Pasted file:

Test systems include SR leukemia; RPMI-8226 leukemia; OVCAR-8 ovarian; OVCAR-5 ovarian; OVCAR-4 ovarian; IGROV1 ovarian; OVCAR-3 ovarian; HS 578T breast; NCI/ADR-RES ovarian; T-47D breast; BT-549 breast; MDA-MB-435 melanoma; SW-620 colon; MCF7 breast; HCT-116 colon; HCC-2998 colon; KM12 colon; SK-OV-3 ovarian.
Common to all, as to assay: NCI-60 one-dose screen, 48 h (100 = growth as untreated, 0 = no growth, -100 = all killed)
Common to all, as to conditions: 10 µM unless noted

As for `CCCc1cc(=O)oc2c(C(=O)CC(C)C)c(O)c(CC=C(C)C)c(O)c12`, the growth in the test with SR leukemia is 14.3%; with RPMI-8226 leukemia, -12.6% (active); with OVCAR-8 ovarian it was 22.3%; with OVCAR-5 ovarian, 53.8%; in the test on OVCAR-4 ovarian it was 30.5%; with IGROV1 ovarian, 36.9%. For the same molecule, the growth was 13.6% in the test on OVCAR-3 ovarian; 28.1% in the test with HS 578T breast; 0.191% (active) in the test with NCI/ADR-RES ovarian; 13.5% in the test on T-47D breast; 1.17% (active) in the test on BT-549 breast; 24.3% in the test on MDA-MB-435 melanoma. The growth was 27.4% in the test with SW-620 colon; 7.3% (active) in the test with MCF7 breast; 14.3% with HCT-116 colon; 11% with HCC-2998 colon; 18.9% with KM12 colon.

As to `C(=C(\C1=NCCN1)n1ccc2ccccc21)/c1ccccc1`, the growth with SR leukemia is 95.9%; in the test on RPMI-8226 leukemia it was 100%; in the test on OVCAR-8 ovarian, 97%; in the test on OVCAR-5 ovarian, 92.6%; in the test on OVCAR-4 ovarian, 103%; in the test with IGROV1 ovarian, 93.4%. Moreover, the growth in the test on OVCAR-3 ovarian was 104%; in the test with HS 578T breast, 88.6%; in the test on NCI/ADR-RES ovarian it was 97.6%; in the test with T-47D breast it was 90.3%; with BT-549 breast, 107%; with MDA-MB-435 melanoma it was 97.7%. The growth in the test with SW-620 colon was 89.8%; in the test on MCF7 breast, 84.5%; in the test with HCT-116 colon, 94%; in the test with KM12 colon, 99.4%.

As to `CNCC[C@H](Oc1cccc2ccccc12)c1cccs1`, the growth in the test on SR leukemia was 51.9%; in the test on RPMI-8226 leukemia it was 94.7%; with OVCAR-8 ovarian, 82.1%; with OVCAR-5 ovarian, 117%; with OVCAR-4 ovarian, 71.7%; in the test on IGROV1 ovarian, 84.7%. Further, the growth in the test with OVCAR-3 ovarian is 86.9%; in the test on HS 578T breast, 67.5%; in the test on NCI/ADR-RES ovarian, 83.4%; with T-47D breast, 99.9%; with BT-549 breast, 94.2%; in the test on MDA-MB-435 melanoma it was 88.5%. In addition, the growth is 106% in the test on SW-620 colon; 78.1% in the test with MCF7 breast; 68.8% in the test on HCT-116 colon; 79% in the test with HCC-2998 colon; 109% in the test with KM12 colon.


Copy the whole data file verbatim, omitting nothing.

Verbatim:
Test systems include SR leukemia; RPMI-8226 leukemia; OVCAR-8 ovarian; OVCAR-5 ovarian; OVCAR-4 ovarian; IGROV1 ovarian; OVCAR-3 ovarian; HS 578T breast; NCI/ADR-RES ovarian; T-47D breast; BT-549 breast; MDA-MB-435 melanoma; SW-620 colon; MCF7 breast; HCT-116 colon; HCC-2998 colon; KM12 colon; SK-OV-3 ovarian.
Common to all, as to assay: NCI-60 one-dose screen, 48 h (100 = growth as untreated, 0 = no growth, -100 = all killed)
Common to all, as to conditions: 10 µM unless noted

As for `CCCc1cc(=O)oc2c(C(=O)CC(C)C)c(O)c(CC=C(C)C)c(O)c12`, the growth in the test with SR leukemia is 14.3%; with RPMI-8226 leukemia, -12.6% (active); with OVCAR-8 ovarian it was 22.3%; with OVCAR-5 ovarian, 53.8%; in the test on OVCAR-4 ovarian it was 30.5%; with IGROV1 ovarian, 36.9%. For the same molecule, the growth was 13.6% in the test on OVCAR-3 ovarian; 28.1% in the test with HS 578T breast; 0.191% (active) in the test with NCI/ADR-RES ovarian; 13.5% in the test on T-47D breast; 1.17% (active) in the test on BT-549 breast; 24.3% in the test on MDA-MB-435 melanoma. The growth was 27.4% in the test with SW-620 colon; 7.3% (active) in the test with MCF7 breast; 14.3% with HCT-116 colon; 11% with HCC-2998 colon; 18.9% with KM12 colon.

As to `C(=C(\C1=NCCN1)n1ccc2ccccc21)/c1ccccc1`, the growth with SR leukemia is 95.9%; in the test on RPMI-8226 leukemia it was 100%; in the test on OVCAR-8 ovarian, 97%; in the test on OVCAR-5 ovarian, 92.6%; in the test on OVCAR-4 ovarian, 103%; in the test with IGROV1 ovarian, 93.4%. Moreover, the growth in the test on OVCAR-3 ovarian was 104%; in the test with HS 578T breast, 88.6%; in the test on NCI/ADR-RES ovarian it was 97.6%; in the test with T-47D breast it was 90.3%; with BT-549 breast, 107%; with MDA-MB-435 melanoma it was 97.7%. The growth in the test with SW-620 colon was 89.8%; in the test on MCF7 breast, 84.5%; in the test with HCT-116 colon, 94%; in the test with KM12 colon, 99.4%.

As to `CNCC[C@H](Oc1cccc2ccccc12)c1cccs1`, the growth in the test on SR leukemia was 51.9%; in the test on RPMI-8226 leukemia it was 94.7%; with OVCAR-8 ovarian, 82.1%; with OVCAR-5 ovarian, 117%; with OVCAR-4 ovarian, 71.7%; in the test on IGROV1 ovarian, 84.7%. Further, the growth in the test with OVCAR-3 ovarian is 86.9%; in the test on HS 578T breast, 67.5%; in the test on NCI/ADR-RES ovarian, 83.4%; with T-47D breast, 99.9%; with BT-549 breast, 94.2%; in the test on MDA-MB-435 melanoma it was 88.5%. In addition, the growth is 106% in the test on SW-620 colon; 78.1% in the test with MCF7 breast; 68.8% in the test on HCT-116 colon; 79% in the test with HCC-2998 colon; 109% in the test with KM12 colon.